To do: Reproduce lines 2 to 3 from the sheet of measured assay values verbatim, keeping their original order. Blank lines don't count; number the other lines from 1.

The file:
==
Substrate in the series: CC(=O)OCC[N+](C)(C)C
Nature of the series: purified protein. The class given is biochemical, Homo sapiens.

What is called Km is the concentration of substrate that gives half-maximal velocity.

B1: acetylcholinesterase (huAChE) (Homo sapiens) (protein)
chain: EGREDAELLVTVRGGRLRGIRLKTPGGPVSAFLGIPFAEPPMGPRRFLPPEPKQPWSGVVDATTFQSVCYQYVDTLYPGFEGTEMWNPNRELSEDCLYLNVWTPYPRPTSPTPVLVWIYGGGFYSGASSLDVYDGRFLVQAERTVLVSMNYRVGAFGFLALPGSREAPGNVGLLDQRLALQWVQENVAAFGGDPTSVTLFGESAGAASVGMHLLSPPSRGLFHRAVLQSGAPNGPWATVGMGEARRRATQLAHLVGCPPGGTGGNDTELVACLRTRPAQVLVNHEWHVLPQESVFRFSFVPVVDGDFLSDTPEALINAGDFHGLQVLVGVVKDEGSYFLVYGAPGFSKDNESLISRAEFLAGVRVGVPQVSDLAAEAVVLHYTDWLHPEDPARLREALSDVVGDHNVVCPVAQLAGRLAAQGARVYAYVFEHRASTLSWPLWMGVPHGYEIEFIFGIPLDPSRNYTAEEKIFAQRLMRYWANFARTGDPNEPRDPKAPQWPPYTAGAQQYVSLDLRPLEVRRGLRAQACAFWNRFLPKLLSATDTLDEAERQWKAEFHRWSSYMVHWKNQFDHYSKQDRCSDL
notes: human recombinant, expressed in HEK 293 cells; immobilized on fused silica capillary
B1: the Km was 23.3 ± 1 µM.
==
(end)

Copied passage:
Nature of the series: purified protein. The class given is biochemical, Homo sapiens.

What is called Km is the concentration of substrate that gives half-maximal velocity.